On a Tuesday morning back in June, a 2020 Porsche 911 Carrera S effectively fell into my lap. “Hey man. Last-second 911 Carrera S with a manual just got scheduled for tomorrow. I'm sending your way.” Sure, it would be the fifth car to rotate through my driveway in a period of about 10 days. That turned out to be, shall we say, creatively challenging. But as Lin-Manuel Miranda sings in “Hamilton,” I don’t know how to say “no” to this. Sure enough, when I least had the bandwidth, there it was: Lin-Manual. No, I didn’t actually name the car. There’s not an enthusiast left alive who doesn’t understand the iterative nature of 911 design, so I’ll spare you the history lesson and focus on the specifics. The 992 S is powered by a 3.0-liter twin-turbocharged flat-six that produces 443 horsepower and 390 pound-feet of torque. That engine is mated to either an eight-speed dual-clutch automatic called PDK or a seven-speed manual transmission (like the one in our loaner) that Porsche says is capable of knocking off a 0-60 run in 4 seconds flat. This is not our first crack at the new 992-generation 911 S, but it is the first time we've sampled one with the seven-speed. Like all “S” models with the manual transmission, Autoblog’s loaner was also equipped with the basic Sport package that includes the adaptive suspension and exhaust systems, and the Sport Chrono package, which sticks an analog clock and lap timer on top of the dashboard along with the rotary drive mode selector on the steering wheel. The only other performance-oriented option included with our test vehicle was the rear-axle steering system. Apart from that, it had a set of Guards Red seat belts, ventilated front sport seats (the four-way Plus variety, if you’re building along at home) and … that’s all. This lack of box-checking produces an especially spartan interior, which suits me just fine. It feels mission-specific, reminding me that the 911 is a buttoned-down sports coupe that prioritizes performance, even if it does so without significantly compromising its day-to-day livability. But let’s talk about that for a second, because I believe there’s a disconnect between perception and reality when it comes to Porsche’s standard bearer. The 911 S is not a coddler. It rides firmly even in its softest setting, and it’s not particularly quiet, either. It’s not rough or unrefined, per se, but rather it provides a great deal of feedback. Feedback is good; it’s there to help the driver make the most of a performance car’s capabilities, but thanks to the big, sticky tires and boisterous exhaust, some of it is going to come in the form of noise. If you’re expecting to be wafted down the highway in serene silence, a 911 Carrera S is not for you. But if you’re the sort who believes that driving a sporty car is as much a conversation as it is a simple mechanical and physiological process, then, like me, you …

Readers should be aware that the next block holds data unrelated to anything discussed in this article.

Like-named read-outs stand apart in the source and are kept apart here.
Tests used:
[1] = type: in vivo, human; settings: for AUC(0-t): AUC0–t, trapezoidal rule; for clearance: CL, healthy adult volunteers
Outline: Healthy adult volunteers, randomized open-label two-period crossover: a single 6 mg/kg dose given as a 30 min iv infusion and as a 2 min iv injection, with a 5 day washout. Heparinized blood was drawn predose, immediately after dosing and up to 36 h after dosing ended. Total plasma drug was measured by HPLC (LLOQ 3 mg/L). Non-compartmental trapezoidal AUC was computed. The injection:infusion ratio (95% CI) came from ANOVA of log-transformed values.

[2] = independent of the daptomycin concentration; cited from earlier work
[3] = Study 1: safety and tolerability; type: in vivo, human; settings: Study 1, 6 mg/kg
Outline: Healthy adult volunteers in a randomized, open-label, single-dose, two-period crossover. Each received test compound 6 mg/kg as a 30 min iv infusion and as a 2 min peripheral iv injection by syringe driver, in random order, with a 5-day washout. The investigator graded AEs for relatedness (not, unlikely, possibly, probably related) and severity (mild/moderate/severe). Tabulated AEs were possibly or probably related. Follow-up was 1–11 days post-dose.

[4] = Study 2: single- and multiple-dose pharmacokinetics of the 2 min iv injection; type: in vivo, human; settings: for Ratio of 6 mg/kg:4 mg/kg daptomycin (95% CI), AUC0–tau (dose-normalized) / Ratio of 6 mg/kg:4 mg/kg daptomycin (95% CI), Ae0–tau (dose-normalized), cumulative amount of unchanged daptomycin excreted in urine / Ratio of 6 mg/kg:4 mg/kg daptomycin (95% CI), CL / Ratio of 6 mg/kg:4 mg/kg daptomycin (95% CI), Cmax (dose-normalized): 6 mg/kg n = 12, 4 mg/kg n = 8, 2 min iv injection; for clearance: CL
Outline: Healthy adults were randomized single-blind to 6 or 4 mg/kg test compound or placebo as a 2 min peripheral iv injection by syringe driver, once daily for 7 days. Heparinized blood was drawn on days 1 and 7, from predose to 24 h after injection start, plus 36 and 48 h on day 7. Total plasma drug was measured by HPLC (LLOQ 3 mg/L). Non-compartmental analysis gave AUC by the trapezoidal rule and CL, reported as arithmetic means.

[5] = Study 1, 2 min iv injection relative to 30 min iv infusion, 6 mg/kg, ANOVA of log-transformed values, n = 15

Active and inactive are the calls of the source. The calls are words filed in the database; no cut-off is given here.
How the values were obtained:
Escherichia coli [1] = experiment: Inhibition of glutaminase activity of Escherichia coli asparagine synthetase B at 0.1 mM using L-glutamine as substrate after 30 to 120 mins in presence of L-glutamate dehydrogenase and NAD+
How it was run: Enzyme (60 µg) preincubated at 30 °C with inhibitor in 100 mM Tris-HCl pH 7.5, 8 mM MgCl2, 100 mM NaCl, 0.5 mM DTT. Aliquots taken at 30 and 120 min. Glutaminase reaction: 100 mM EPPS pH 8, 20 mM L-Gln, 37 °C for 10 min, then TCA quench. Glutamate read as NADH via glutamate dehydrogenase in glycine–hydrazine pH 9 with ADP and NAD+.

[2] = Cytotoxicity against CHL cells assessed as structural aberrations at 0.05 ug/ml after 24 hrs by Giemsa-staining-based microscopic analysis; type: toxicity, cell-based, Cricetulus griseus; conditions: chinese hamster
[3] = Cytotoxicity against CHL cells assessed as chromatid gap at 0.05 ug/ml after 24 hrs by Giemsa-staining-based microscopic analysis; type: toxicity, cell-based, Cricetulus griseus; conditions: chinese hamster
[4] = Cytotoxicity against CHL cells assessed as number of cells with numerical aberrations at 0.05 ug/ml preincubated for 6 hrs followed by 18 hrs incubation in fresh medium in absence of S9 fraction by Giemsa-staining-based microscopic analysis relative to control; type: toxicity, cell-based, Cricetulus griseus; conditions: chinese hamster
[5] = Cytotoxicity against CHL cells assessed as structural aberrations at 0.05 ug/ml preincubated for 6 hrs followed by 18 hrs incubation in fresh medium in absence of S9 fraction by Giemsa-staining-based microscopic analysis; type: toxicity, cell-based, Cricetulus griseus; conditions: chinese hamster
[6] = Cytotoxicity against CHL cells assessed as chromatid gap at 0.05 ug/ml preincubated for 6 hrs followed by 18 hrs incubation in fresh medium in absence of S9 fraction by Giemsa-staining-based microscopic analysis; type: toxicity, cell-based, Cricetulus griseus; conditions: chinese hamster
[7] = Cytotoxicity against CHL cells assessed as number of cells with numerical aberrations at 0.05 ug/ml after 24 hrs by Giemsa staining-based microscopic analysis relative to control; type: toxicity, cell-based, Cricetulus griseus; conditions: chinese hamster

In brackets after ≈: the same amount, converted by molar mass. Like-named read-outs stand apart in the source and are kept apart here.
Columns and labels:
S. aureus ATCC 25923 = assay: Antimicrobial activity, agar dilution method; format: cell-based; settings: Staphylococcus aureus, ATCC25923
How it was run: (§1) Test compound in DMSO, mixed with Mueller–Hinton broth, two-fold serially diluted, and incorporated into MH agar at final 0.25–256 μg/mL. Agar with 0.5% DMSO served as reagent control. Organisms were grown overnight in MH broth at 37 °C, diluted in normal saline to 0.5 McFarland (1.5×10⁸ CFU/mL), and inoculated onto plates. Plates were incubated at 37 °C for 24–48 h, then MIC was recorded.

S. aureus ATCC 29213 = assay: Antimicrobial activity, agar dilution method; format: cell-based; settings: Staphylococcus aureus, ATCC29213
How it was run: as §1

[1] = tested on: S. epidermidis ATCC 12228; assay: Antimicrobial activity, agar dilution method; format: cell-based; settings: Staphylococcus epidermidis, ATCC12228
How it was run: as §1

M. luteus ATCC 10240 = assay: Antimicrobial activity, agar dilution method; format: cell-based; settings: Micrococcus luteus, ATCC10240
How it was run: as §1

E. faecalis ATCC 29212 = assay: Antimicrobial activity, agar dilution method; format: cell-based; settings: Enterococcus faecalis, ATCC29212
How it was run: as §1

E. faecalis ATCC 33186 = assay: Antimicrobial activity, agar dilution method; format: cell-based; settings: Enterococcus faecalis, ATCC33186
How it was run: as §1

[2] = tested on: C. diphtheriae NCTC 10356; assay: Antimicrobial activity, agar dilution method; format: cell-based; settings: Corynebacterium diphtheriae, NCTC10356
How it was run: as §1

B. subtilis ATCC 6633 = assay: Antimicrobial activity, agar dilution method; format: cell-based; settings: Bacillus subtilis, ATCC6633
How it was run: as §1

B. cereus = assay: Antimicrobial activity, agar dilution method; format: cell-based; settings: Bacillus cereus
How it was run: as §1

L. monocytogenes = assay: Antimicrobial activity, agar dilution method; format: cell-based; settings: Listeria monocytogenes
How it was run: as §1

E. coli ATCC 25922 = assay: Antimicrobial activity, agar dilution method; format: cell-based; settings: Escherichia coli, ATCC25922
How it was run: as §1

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Retail Price

$104,700 MSRP / Window Sticker Price

Smart Buy Price

NA Nat'l avg. savings off MSRP
Engine 3.0L H-6
MPG 18 City / 24 Hwy
Seating 4 Passengers
Transmission 8-spd auto-shift man w/OD
Power 379 @ 6500 rpm
Drivetrain all wheel